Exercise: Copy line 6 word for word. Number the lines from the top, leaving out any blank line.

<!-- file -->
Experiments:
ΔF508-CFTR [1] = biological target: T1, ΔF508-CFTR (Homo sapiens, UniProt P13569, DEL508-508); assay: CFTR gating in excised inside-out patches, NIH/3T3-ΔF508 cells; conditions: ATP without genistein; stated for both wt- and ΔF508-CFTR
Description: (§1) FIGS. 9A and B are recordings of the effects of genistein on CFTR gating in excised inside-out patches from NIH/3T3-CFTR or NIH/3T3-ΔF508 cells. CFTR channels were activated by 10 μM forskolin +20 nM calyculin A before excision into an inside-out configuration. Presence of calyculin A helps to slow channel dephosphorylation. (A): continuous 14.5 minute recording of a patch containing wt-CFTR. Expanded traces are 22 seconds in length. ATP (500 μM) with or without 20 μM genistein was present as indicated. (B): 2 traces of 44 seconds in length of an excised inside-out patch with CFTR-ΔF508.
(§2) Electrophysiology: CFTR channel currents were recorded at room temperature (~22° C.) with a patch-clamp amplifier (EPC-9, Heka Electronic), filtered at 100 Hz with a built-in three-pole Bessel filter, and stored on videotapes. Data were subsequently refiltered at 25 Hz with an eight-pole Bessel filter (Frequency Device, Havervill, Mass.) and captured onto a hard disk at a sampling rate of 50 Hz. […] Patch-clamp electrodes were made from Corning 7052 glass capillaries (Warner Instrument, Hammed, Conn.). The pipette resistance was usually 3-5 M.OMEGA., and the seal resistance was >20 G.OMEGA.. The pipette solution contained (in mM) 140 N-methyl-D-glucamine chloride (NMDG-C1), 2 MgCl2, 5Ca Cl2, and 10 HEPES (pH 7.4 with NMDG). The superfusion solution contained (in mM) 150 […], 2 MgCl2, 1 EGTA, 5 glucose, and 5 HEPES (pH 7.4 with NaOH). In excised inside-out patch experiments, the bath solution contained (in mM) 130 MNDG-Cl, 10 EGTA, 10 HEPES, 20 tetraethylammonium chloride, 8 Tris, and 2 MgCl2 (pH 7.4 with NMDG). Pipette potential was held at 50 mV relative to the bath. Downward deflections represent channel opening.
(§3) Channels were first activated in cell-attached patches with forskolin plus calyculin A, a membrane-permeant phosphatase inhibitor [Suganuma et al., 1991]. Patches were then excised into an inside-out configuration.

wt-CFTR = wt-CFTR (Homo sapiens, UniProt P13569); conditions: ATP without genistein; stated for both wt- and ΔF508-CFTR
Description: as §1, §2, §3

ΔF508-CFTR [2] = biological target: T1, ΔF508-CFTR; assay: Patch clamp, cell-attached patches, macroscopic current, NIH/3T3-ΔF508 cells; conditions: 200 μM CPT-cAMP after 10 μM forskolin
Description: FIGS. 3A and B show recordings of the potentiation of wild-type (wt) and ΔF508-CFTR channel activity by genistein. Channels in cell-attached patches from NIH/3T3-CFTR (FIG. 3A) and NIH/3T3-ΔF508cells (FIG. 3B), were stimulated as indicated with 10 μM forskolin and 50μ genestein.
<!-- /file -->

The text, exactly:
wt-CFTR = wt-CFTR (Homo sapiens, UniProt P13569); conditions: ATP without genistein; stated for both wt- and ΔF508-CFTR